GIVEN THE frequency of allusions to movies and television in "Shrek 2" -- a sequel that is better and funnier than the original, which, as you may recall, was pretty darn good and funny to begin with -- it is wickedly appropriate that most of the action takes place in a land that, for all intents and purposes, is Hollywood.
Mind you, it's called the kingdom of Far Far Away, but from the billboard-size letters on a hillside spelling out its name to its Rodeo Drive-like shopping district and palm-tree-lined streets, the computer-animated locale can be nothing other than a fairy-tale version of Tinseltown (if that's not redundant). Which makes perfect sense, given the nearly nonstop barrage of inside-jokey references to "From Here to Eternity," "Alien," "Mission: Impossible," "The Lord of the Rings," "Spider-Man," "King Kong," "It's a Wonderful Life," "The Mask of Zorro," "Cinderella," "Beauty and the Beast," the TV show "Cops," the Oscar telecast and about a thousand other references to La-La Land I didn't have time to write down.
Why would I want to spend the whole movie with my nose buried in a note pad? I might have missed a laugh. As with "The Simpsons," another gold mine of knowingly self-referential humor prized for its high-volume use of evanescent sight gags that whiz by in the background, "Shrek 2" seems made for repeat viewings on video or DVD. The gags fly past so fast and furious here that it's impossible to catch them all without a pause button.
Picking up where "Shrek" left off, our story begins with the honeymoon of ogre Shrek (voice of Mike Myers) and Princess Fiona (Cameron Diaz), she having been only recently rescued from a dragon-guarded castle by the Green-Skinned One. It isn't long after eloping, however, that the newlyweds are invited by her parents, the King and Queen of Far Far Away (John Cleese and Julie Andrews), for a visit. Now, this may seem strange, given that it was Mummy and Daddy who locked Fiona away in a castle to begin with. This was their somewhat medieval solution to the curse that had turned her into a hag each night after sunset. Despite this, they're not, pardon the expression, ogres.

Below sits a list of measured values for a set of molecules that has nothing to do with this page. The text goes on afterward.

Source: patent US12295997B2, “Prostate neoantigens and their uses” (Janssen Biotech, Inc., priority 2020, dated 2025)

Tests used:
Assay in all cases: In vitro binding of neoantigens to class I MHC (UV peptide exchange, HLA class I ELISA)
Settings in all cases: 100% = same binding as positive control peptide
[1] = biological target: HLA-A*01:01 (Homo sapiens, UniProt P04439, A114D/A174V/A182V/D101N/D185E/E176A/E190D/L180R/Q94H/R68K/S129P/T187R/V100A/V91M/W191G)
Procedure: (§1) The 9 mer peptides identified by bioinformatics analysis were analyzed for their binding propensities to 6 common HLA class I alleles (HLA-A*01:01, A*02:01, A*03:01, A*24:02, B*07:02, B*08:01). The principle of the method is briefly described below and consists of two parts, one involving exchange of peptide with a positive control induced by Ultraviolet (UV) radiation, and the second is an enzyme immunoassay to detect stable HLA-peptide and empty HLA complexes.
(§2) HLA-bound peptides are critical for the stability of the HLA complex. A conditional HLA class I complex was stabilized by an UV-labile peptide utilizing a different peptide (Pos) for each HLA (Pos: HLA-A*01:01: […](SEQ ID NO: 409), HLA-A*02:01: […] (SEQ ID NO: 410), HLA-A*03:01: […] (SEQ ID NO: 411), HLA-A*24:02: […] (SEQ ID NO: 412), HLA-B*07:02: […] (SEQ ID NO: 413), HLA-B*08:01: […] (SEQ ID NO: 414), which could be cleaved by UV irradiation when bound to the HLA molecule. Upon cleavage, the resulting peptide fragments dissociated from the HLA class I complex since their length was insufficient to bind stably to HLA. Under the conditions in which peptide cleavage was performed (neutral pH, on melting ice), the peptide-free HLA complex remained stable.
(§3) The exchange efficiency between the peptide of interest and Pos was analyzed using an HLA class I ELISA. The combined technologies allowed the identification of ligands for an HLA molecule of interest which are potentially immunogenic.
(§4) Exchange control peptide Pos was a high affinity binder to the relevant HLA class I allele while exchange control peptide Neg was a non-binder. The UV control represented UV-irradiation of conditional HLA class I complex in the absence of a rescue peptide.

Nevertheless, Fiona's folks are more than a bit disappointed in their daughter's choice of husband, having hoped that the vain, Brad Pitt-like Prince Charming (Rupert Everett) might have been the one to sweep their little girl off her feet and break the spell. Turns out, though, Charming was a little late getting to Fiona, who is now stuck, 24-7, with skin as green as Shrek's.
Tensions, needless to say, run high during these awkward, "Meet the Parents" moments. So high, in fact, that the King hires a killer named Puss in Boots (Antonio Banderas) to off his son-in-law, even as Shrek runs away seeking assistance from Fairy Godmother (Jennifer Saunders) in a mission to find a spell that will make himself more lovable.
Hilarious complications, as they say, ensue, thanks in no small part to the supporting cast. Chief among them is Banderas, mocking some of his own derring-do roles (not to mention his Latin-lover shtick) with gleeful, scene-stealing abandon. Saunders, of "Absolutely Fabulous" fame, brings a deliciously nasty edge to her role as the meddling mother (yes, Prince Charming is her son). Holding a dark secret over the King's head as blackmail, she's about as far from the benign, Disney-fied wand-waver as possible. Reprising his role as Shrek's talkative asinine animal sidekick, Donkey, Eddie Murphy is good for a few more laughs, too. Still, the one-note burro's no match for Banderas's tomcat, who gets as much comic mileage from his propensity for making sad-eyed cat faces -- just before pouncing -- as he does from his ability to lick his own crotch.
But it is Myers and Diaz who breathe the most life into their computer-animated characters -- and the film. As they did in the first movie, they make Shrek and Fiona so much more than cartoons. Sure, the animation work is great, but it's the actors and their subtle, complex vocal performances that make us care about these fairy tale characters. "Shrek 2" is all about fantasy, but its characters are rousingly, affectingly real -- not to mention real, real funny.
SHREK 2 (PG, 93 minutes) -- Contains some edgy humor, mild jokes about body fluids and gasses, vaguely sexual references along the lines of "a roll in the hay" and slapstick violence. Area theaters.